Moussaïd, M. (2019). Crowds on the move. In R. Hertwig, T. Pleskac, T. Pachur, & the Center for Adaptive Rationality (Eds.), Taming uncertainty (pp. xx–xx). Boston, MA: MIT Press. doi:XXXXXXX


This interactive element illustrates the collective dynamics surrounding a simple binary-choice problem.

Imagine a crowd of people facing a decision between option A and option B, while not knowing for sure which option is better. Such situations are ubiquitous in daily life: a group of commuters choosing between two exit doors in a subway station, shoppers picking one of two checkout lines, people evacuating a building through one of two corridors, or pedestrians choosing between two restaurants. How do people make this decision and what are the collective consequences?

You'll be presented with an animation below where 21 pedestrians face a choice between two exits. Only 20 can exit in each round. The right door is the better option: It fits 12 pedestrians at once, while the left door only has capacity for 8. The pedestrians’ choice is explained by one of these three decision rules:

  • In the , individuals choose an exit randomly, irrespective of the decisions of the others.
  • In the , individuals first collect information about the current exit usage and choose the less congested option.
  • In the , people have a preference for the most popular option.

Click start to observe the first of three simulations. Guess the decision rule the pedestrians are following based on their behavior. If you have already tried out this interactive element you can skip the example simulations.

Decision rule efficiency

The random choice rule yields a smooth traffic flow as long as the inflow of individuals remains lower than the exits’ capacity. The minority mode offers the best results. It can even handle situations where the inflow is moderately higher than capacity. In the most-popular mode, however, the crowd gathers around a given exit, creating serious congestion while leaving the other exit underused.

Which of these three behaviors can be expected in real life? The answer partly depends on the degree of uncertainty of the situation.

The random mode assumes that individuals do not pay attention to the behavior of others. In practice, this is unlikely to happen unless the choices of others are hidden. The minority mode is typical of situations where little uncertainty surrounds the payoff of each option. When lining up at the supermarket, for example, consumers know that all the checkouts are roughly equivalent. They therefore tend to choose the less congested option. But in which situation would people prefer the most crowded exit? Typically when a high degree of uncertainty surrounds the payoff of each option. During an emergency evacuation, for example, people might be unsure about whether a given exit is still open or blocked by fire. In this case, the choices of others can be used as a cue indicating that one option is safer than the other.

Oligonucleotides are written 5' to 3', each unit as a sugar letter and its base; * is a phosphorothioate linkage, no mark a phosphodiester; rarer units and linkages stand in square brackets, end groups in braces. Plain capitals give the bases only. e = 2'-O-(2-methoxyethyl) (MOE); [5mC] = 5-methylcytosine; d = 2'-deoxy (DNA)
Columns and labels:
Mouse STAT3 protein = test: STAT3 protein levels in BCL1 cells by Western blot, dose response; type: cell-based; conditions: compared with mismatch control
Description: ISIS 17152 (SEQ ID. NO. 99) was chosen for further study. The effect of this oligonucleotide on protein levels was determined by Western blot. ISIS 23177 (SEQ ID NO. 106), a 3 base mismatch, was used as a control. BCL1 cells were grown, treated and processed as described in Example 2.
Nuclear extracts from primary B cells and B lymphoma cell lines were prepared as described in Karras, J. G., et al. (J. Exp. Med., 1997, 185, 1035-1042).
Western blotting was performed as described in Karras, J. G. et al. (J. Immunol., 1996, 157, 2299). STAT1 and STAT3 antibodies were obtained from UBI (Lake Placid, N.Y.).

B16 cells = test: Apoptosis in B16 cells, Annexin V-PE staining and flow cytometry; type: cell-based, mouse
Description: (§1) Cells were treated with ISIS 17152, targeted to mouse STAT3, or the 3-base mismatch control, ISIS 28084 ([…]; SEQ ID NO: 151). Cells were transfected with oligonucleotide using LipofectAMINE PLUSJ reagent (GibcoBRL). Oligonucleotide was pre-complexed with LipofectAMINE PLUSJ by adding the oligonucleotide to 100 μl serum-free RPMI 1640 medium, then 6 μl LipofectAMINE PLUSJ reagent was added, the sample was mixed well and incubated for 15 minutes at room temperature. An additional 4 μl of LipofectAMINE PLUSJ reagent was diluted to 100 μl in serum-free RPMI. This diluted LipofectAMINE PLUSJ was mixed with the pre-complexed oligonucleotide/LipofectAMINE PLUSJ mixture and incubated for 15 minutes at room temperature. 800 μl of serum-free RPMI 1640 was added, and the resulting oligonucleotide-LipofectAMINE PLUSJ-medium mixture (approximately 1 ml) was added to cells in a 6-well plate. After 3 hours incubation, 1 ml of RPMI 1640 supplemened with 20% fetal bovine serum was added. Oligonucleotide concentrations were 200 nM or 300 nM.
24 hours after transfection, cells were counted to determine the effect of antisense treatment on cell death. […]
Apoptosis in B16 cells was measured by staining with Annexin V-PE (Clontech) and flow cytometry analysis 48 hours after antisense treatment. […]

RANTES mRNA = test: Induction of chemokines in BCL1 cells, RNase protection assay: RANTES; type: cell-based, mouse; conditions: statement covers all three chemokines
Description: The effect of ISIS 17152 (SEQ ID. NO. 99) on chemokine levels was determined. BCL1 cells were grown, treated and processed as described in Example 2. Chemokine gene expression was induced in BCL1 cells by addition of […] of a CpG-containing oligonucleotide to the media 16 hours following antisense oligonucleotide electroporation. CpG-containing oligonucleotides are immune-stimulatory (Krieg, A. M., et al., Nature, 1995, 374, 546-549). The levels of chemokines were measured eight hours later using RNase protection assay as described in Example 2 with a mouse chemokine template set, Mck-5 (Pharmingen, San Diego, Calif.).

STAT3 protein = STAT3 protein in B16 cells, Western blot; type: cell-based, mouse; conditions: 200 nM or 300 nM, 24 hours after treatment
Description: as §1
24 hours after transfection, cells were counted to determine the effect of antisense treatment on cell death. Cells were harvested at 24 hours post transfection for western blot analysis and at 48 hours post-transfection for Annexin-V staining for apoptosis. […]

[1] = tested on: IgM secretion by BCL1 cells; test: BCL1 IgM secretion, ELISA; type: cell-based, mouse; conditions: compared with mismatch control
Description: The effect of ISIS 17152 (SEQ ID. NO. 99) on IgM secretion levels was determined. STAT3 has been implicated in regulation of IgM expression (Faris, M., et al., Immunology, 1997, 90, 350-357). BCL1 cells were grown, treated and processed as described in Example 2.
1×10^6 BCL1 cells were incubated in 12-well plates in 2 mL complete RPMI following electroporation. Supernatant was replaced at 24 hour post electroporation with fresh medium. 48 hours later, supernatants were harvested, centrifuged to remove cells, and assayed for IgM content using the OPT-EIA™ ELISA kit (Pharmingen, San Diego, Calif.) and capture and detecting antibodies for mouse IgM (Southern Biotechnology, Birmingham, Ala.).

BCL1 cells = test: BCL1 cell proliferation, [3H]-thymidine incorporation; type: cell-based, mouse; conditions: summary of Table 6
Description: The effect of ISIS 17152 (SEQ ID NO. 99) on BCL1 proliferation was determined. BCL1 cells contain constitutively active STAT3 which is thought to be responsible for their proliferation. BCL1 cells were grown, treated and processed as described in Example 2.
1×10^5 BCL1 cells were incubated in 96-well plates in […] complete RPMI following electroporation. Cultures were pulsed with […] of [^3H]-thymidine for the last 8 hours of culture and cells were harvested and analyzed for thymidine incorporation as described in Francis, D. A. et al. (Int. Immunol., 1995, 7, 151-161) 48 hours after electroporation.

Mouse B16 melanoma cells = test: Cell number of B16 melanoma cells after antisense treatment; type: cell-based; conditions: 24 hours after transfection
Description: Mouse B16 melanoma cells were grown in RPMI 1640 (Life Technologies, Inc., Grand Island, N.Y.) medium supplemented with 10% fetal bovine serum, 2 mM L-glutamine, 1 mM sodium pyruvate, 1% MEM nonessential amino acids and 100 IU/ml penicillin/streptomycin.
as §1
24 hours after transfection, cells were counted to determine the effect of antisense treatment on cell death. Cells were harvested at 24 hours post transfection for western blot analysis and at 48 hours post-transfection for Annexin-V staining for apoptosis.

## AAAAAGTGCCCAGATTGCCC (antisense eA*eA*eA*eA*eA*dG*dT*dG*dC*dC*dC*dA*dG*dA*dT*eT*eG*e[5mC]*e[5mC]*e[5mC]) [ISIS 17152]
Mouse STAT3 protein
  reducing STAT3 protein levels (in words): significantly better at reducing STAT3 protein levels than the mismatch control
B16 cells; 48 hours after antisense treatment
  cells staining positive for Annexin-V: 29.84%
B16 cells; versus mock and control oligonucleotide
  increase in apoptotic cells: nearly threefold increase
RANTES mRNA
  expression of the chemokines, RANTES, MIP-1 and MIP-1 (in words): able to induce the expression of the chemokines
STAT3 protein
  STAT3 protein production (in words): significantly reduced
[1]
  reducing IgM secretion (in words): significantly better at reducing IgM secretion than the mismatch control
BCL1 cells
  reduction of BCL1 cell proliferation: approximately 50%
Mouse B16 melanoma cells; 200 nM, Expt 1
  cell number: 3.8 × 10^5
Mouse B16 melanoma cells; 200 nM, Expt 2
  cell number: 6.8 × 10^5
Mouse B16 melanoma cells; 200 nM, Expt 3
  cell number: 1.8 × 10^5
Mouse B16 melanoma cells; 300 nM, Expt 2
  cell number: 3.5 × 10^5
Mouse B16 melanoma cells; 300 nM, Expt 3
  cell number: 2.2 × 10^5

Simulate your own scenario

Now you can configure your own simulation of pedestrians trying to exit through one of the two doors. Their decision rule is set by the parameter. In most-popular mode you can vary the , which is how likely the pedestrians are to imitate others. The parameter determines how many pedestrians appear per round. How many pedestrians exit is defined by the doors’ . By changing the doors’ (making one door bigger or smaller than the other), you can allow more or fewer pedestrians to pass through each door.

Individuals choose a door randomly, irrespective of the decision of the others.

The higher the imitation strength, the more imitators there will be.

Note: You can update the parameters of this simulation as it is working.
Capacity used: Left exit 0 % | Capacity used: Right exit 0 % | Simulation round 0
anxious-agent overlay image

Too many pedestrians in the queue! Inflow parameter has been reduced to 10 and pedestrians are now choosing the least congested exit (minority mode). Take a moment and watch how the doors' capacities change or restart the animation!

question-agent image

Which decision rule is this? Random, minority or most-popular?


The main idea conveyed by this interactive element is that simple decision rules, such as deciding randomly, following the minority, or imitating the most popular choice, can have unplanned collective consequences.

In the most-popular mode, for example, individuals tend to follow their neighbors. At the individual level, this can be an efficient strategy to deal with the uncertainty of the environment because one can benefit from the knowledge of others. However, if too many people adopt the same behavior, the best exit can become congested, creating a maladaptive collective pattern. The efficiency of a strategy is, therefore, a matter of circumstance.

You have earned a badge! Click me to read more.

Click on any reward badge in the footer to review take home messages of this or other elements.